Asked to account for his success, Sullivan invariably remarks, “I was going along just so-so, struggling for recognition on many newspapers until Mrs. Sullivan fairly chased the idea of a comic black cat across my mind. Felix resulted, and ever since it has been functioning as a good luck token. I never dreamt at first that ‘Felix’ would take so well with the public. Mrs. Sullivan did.”
Don’t Be Alarmed
The next time a black cat crosses your path don't be disturbed. Think of “Felix”. Perhaps the very thought may win you some of Pat Sullivan’s luck. For the idea of a black cat led to his becoming—as he is becoming—a millionaire. That is, luck helped Sullivan, who also happened to have the ability to draw some of the funniest cats ever whelped in the imagination.
Maybe that skill is what broke the black cat hoodoo for Sullivan. But Pat jocularly rates “Felix” as a lucky token. And so does the comic editor who is enabled to publish “Felix” in the press every day.
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Five years later, the Long Island City Daily Star published this story. It’s unbylined and may have been syndicated. Sullivan admitted he took on “several promising young artists.” It was published on March 14, 1932. Sullivan was dead less than a year later.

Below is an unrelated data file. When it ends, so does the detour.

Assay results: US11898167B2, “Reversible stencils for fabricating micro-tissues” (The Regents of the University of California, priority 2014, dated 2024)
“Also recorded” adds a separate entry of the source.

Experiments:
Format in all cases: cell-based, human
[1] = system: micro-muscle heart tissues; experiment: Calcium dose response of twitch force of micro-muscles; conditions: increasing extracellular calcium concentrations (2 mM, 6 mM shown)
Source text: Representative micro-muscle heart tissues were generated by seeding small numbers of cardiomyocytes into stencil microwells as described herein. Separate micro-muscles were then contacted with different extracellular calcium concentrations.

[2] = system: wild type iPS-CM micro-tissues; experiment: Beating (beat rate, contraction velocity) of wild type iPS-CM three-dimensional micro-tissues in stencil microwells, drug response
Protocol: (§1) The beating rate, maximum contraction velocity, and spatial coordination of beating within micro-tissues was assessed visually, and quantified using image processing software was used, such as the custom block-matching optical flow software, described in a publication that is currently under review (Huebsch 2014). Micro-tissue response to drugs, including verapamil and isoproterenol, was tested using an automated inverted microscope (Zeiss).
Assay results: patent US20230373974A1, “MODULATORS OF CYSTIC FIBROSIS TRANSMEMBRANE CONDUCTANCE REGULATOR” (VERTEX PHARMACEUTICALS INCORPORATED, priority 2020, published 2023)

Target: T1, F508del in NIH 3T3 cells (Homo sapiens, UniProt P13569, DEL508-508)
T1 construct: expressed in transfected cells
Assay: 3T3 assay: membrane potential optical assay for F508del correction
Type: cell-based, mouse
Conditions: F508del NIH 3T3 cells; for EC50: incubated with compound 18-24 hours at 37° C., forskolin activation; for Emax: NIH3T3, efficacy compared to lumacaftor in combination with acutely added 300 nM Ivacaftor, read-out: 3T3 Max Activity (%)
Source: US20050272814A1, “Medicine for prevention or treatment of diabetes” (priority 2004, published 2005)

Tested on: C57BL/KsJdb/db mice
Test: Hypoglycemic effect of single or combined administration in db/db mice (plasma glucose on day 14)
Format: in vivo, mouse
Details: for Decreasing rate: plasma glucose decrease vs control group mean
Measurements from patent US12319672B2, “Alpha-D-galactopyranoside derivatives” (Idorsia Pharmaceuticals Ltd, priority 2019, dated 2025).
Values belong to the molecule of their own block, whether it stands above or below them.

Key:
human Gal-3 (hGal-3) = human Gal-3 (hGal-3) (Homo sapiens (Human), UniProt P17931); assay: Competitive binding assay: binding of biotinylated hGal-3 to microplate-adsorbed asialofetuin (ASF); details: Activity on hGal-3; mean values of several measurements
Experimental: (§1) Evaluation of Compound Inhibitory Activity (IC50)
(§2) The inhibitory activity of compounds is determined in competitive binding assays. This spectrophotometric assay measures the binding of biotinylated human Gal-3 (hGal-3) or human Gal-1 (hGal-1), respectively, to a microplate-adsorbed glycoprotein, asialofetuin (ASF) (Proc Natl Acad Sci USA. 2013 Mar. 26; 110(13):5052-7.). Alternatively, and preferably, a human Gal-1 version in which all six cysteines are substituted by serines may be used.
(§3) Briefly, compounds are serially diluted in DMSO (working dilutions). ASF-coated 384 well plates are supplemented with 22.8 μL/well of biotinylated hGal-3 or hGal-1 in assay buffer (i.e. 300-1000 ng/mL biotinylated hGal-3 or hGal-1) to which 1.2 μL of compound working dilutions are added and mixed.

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Pat Sullivan, Comic Cartoonist for Star Was Hand on Mule Boat Before Antics Of Felix, the Cat, Brought Him to Fame
Pat Sullivan, the originator of Felix, the famous movie cat, who appears in The Star, was born in Sydney, Australia, about the time of the “Big Blizzard.”
In his boyhood days the desire to draw cropped out in him and, like many other famous cartoonists, he often felt the sting of the rattan rod as a reward for his efforts as pedagogical portraiture.
In early youth Mr. Sullivan shook the dust of Australia from his boots and sailed for London. Here he did his first professional comic drawing. His work appeared in numerous British penny comic sheets.
While in London Mr. Sullivan also tried his hand at the theatrical game. He appeared in the London music halls doing a dancing and singing act. After a try at acting he went into the exhibiting end of the game, being one of the pioneers of the motion picture exhibitors in England.
This business was not a financial success, so Mr. Sullivan dropped out. He decided to do a bit of wandering about this time, and hired himself out as a gentleman in waiting to a boat full of mules. He spent two years plying the Atlantic in this capacity.